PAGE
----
The U.S. Trade Representative's Office has filed the first environmental complaint against Mexico for failing to protect the critically endangered vaquita marina, the world's smallest porpoise.
The office said Thursday it had asked for "environment consultations" with Mexico, the first such case it has filed under the U.S.-Mexico-Canada free trade pact. Consultations are the first step in the dispute resolution process under the agreement, which came into force in 2020.
Mexico's government has largely abandoned attempts to enforce a fishing-free zone around an area where the last few vaquitas are believed to live. Nets set illegally for another fish, the totoaba, drown vaquitas.
The complaint is meant to try and urgently push for tougher protections for the critically endangered vaquita porpoise, according to U.S. trade officials who spoke out on Thursday as Reuters reported.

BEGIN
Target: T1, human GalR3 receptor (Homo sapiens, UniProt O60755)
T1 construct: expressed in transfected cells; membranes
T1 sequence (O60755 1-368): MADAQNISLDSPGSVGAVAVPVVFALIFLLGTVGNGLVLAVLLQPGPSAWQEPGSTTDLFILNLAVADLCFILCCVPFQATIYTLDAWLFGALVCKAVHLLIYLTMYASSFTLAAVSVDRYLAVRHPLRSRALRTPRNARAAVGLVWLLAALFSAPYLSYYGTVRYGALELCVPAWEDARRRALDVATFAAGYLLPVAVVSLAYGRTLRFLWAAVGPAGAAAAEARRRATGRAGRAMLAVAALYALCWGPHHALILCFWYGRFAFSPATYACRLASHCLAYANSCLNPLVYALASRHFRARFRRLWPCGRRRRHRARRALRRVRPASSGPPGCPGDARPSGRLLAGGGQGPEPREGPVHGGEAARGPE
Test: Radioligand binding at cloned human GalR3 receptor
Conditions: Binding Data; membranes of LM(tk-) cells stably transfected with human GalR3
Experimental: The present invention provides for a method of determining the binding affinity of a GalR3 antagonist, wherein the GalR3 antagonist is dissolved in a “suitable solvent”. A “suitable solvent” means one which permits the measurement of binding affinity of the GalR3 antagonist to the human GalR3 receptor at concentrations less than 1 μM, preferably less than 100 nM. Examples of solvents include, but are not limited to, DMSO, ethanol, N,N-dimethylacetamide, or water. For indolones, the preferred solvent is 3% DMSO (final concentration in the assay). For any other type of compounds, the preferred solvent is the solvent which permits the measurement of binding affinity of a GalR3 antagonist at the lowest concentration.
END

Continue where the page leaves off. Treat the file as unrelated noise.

In September of last year, the Center for Biological Diversity urged Mexico to respond to allegations that the government was not enforcing protections for the critically endangered porpoises. The decision was made by the Commission for Environmental Cooperation which is a part of the U.S. Trade Representative's Office and works under the United States-Mexico-Canada Agreement in this context.
In that report which was published on Sept. 9 2021, it stated that only 10 vaquita porpoises remained on planet Earth. The report said that the animal's extinction is imminent if Mexico doesn't start to enforce protections for the species.